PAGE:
I know that the rollover rules for TSA rollovers were liberalized a few years ago. I am 35 years old and still working. I know of a really good investment opportunity and would like to roll a portion of my TSA into an Individual Retirement Account (IRA) so I can take advantage of this opportunity. Can I roll a portion of my TSA into an IRA so I can direct the investment?

 

A rollover from a TSA to an IRA may be permitted if there has been a distributable event. A distributable event would include death, disability, separation from service, hardship or attainment of age 59 ½ . Since you have not separated from service and are not age 59 ½ it does not appear that you have a distributable event. In such circumstances, a rollover from the TSA to an IRA would be an improper distribution and could have taxable consequences. A hardship distribution is not qualified for rollover treatment under any circumstances.

 

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I am not saying that I am correct about making the roll over from a 403b to a traditional IRA. I am, however, saying that, after two phone calls with the IRS, the IRS rep said that it can be done without any penalties. In the second conversation, I made specific reference to publication 571 and "distributable events," and was still told that the roll over can be done without penalties.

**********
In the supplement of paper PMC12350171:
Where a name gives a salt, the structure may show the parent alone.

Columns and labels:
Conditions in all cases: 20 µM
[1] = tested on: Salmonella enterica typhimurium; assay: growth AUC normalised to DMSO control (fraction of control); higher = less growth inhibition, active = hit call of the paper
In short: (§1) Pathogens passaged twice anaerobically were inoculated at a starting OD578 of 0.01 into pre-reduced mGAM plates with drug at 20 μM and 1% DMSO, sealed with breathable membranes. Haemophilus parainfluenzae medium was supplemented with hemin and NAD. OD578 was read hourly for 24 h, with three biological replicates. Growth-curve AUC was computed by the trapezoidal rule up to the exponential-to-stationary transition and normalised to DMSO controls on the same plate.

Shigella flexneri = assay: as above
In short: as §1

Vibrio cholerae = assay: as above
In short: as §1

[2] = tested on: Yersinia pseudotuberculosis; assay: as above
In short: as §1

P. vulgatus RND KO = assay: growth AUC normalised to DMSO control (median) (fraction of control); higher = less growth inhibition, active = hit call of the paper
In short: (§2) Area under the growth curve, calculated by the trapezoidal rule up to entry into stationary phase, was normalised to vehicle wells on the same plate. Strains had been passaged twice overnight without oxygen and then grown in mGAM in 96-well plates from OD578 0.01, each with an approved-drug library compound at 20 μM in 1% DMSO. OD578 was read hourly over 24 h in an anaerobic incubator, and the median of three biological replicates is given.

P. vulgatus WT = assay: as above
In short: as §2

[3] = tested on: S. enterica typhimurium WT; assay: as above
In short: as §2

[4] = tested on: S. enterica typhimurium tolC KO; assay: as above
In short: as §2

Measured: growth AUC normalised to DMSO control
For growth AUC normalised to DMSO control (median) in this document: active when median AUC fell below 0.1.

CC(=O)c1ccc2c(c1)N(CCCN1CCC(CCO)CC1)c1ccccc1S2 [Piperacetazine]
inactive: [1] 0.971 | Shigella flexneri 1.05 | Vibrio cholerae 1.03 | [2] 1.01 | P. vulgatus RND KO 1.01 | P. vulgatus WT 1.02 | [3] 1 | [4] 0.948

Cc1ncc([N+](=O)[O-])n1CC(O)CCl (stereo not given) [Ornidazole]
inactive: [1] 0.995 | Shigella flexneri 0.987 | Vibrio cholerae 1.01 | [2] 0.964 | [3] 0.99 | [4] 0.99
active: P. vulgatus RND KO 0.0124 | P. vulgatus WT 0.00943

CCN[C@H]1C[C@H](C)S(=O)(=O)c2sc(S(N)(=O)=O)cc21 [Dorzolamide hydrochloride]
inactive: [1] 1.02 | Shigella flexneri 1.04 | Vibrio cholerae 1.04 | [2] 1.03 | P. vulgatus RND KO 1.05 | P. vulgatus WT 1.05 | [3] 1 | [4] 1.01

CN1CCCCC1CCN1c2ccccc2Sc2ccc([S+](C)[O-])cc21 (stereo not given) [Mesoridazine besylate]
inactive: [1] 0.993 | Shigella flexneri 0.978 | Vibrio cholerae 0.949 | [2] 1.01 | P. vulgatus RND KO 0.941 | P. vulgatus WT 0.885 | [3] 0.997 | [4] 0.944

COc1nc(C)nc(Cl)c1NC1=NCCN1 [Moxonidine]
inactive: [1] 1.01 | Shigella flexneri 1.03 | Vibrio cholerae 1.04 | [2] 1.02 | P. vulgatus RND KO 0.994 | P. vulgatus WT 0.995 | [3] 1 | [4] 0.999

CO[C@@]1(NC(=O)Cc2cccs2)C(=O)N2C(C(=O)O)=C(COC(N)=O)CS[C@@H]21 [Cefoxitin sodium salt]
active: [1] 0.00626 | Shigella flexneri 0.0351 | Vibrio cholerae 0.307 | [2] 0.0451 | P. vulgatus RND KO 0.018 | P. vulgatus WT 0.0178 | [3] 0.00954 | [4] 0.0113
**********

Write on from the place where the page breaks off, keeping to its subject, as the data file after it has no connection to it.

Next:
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Understood.

 

So, how reliable is the source providing this answer - does being an IRS agent does make the answer true? If one agent says over the phone "it's okay", does that prevent a future IRS auditor from disqualifying the assets (making it immediately taxable)?

 

I asked my son what he thought that was starting to grow on my chin. He touched it and looked closely, paused, then said, "Grass."

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Understood.

 

So, how reliable is the source providing this answer - does being an IRS agent does make the answer true? If one agent says over the phone "it's okay", does that prevent a future IRS auditor from disqualifying the assets (making it immediately taxable)?

 

Excellent questions. I think that the answer is "No" on both counts, and that is an example of what makes our tax system so crazy. But what is an individual supposed to do? I did the responsible thing and called the IRS -- twice -- and yet I'm afraid to make this move for the very reason that you described: the rep could be wrong and I could end up paying all sorts of taxes and penalties.

 

What a referendum this is on our current income tax system. If we can't trust the IRS to give us correct answers, who CAN we trust?

 

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We're to to the best we can, finding the correct compentent professionals to help us. We don't go to the dentist for a sore foot. Similarly, should we ask a pure investment advisor about qualified plan rules? We should ask them for investment advice.

 

Should we ask the IRS about the treasury rules and regulations that they we to deal with? Seems logical, but we already know their track record is not as high as we would like.

 

I'm sure the people appointed/elected to be in charge of the IRS have never had trouble with their taxes, maybe we can ask them. ;) I am kidding of course. Perhaps some day there will be less passages inside this twisty maze of rules that we have built around ourselves - not sure if that will actually make things better or worse overall though.